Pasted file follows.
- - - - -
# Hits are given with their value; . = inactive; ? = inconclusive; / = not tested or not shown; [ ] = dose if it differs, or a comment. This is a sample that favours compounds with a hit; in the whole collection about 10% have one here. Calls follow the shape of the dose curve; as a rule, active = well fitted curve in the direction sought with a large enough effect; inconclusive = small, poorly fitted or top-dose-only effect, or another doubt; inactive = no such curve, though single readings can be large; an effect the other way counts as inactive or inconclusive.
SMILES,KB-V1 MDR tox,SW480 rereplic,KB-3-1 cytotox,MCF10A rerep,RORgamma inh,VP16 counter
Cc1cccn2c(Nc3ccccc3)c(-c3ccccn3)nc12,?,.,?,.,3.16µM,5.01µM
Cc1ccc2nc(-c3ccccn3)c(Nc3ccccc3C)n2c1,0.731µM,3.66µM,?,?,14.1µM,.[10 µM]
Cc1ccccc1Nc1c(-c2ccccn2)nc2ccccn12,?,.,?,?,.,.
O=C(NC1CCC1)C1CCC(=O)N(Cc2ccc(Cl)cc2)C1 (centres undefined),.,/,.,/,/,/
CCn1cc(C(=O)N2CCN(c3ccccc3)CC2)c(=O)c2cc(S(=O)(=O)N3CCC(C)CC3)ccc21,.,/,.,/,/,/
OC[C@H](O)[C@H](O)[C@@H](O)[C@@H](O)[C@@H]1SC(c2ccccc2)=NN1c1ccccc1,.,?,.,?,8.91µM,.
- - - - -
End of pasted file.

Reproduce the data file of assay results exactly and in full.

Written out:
# Hits are given with their value; . = inactive; ? = inconclusive; / = not tested or not shown; [ ] = dose if it differs, or a comment. This is a sample that favours compounds with a hit; in the whole collection about 10% have one here. Calls follow the shape of the dose curve; as a rule, active = well fitted curve in the direction sought with a large enough effect; inconclusive = small, poorly fitted or top-dose-only effect, or another doubt; inactive = no such curve, though single readings can be large; an effect the other way counts as inactive or inconclusive.
SMILES,KB-V1 MDR tox,SW480 rereplic,KB-3-1 cytotox,MCF10A rerep,RORgamma inh,VP16 counter
Cc1cccn2c(Nc3ccccc3)c(-c3ccccn3)nc12,?,.,?,.,3.16µM,5.01µM
Cc1ccc2nc(-c3ccccn3)c(Nc3ccccc3C)n2c1,0.731µM,3.66µM,?,?,14.1µM,.[10 µM]
Cc1ccccc1Nc1c(-c2ccccn2)nc2ccccn12,?,.,?,?,.,.
O=C(NC1CCC1)C1CCC(=O)N(Cc2ccc(Cl)cc2)C1 (centres undefined),.,/,.,/,/,/
CCn1cc(C(=O)N2CCN(c3ccccc3)CC2)c(=O)c2cc(S(=O)(=O)N3CCC(C)CC3)ccc21,.,/,.,/,/,/
OC[C@H](O)[C@H](O)[C@@H](O)[C@@H](O)[C@@H]1SC(c2ccccc2)=NN1c1ccccc1,.,?,.,?,8.91µM,.